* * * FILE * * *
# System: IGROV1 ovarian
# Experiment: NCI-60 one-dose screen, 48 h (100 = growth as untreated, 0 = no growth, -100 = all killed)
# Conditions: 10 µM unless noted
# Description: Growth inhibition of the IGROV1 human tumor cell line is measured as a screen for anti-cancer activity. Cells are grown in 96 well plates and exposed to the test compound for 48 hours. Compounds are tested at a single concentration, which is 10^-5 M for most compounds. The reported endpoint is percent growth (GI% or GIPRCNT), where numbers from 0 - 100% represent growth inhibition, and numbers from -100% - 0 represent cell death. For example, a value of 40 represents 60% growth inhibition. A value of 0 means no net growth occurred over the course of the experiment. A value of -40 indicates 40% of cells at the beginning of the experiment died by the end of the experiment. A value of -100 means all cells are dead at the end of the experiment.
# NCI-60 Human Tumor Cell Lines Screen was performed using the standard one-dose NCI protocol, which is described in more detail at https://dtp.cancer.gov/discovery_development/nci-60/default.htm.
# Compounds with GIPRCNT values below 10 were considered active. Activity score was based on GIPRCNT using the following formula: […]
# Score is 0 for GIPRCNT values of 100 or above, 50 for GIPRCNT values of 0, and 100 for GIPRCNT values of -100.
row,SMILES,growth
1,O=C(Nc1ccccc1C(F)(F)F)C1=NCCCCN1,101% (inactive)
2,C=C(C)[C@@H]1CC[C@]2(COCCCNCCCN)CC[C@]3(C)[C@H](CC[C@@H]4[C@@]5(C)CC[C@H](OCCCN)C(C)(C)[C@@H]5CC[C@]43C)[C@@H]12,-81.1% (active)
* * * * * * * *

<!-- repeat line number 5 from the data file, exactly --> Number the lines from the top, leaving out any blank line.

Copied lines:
# NCI-60 Human Tumor Cell Lines Screen was performed using the standard one-dose NCI protocol, which is described in more detail at https://dtp.cancer.gov/discovery_development/nci-60/default.htm.